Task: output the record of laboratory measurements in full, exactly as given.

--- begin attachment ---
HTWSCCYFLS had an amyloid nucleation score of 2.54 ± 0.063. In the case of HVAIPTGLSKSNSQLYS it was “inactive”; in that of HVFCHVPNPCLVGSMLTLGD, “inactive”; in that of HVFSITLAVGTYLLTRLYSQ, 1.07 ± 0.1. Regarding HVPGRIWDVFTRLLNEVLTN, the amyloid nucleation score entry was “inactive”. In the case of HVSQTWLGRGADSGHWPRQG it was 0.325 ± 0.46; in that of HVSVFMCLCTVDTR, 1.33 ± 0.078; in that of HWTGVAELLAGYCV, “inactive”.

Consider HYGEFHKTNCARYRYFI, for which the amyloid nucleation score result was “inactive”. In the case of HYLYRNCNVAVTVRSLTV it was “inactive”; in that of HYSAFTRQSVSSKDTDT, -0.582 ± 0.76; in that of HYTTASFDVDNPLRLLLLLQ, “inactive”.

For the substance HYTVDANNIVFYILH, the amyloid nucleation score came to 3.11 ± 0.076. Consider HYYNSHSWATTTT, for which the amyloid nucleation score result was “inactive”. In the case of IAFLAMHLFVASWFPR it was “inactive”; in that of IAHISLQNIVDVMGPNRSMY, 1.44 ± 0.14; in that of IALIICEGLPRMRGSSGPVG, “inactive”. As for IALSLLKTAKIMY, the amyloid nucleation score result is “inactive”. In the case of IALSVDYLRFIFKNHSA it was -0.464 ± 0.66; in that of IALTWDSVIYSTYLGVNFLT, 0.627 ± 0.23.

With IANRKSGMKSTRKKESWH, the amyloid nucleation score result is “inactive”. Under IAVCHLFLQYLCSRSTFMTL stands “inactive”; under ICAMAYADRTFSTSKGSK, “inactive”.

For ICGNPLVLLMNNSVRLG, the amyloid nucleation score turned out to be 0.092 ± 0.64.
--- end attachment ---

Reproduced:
HTWSCCYFLS had an amyloid nucleation score of 2.54 ± 0.063. In the case of HVAIPTGLSKSNSQLYS it was “inactive”; in that of HVFCHVPNPCLVGSMLTLGD, “inactive”; in that of HVFSITLAVGTYLLTRLYSQ, 1.07 ± 0.1. Regarding HVPGRIWDVFTRLLNEVLTN, the amyloid nucleation score entry was “inactive”. In the case of HVSQTWLGRGADSGHWPRQG it was 0.325 ± 0.46; in that of HVSVFMCLCTVDTR, 1.33 ± 0.078; in that of HWTGVAELLAGYCV, “inactive”.

Consider HYGEFHKTNCARYRYFI, for which the amyloid nucleation score result was “inactive”. In the case of HYLYRNCNVAVTVRSLTV it was “inactive”; in that of HYSAFTRQSVSSKDTDT, -0.582 ± 0.76; in that of HYTTASFDVDNPLRLLLLLQ, “inactive”.

For the substance HYTVDANNIVFYILH, the amyloid nucleation score came to 3.11 ± 0.076. Consider HYYNSHSWATTTT, for which the amyloid nucleation score result was “inactive”. In the case of IAFLAMHLFVASWFPR it was “inactive”; in that of IAHISLQNIVDVMGPNRSMY, 1.44 ± 0.14; in that of IALIICEGLPRMRGSSGPVG, “inactive”. As for IALSLLKTAKIMY, the amyloid nucleation score result is “inactive”. In the case of IALSVDYLRFIFKNHSA it was -0.464 ± 0.66; in that of IALTWDSVIYSTYLGVNFLT, 0.627 ± 0.23.

With IANRKSGMKSTRKKESWH, the amyloid nucleation score result is “inactive”. Under IAVCHLFLQYLCSRSTFMTL stands “inactive”; under ICAMAYADRTFSTSKGSK, “inactive”.

For ICGNPLVLLMNNSVRLG, the amyloid nucleation score turned out to be 0.092 ± 0.64.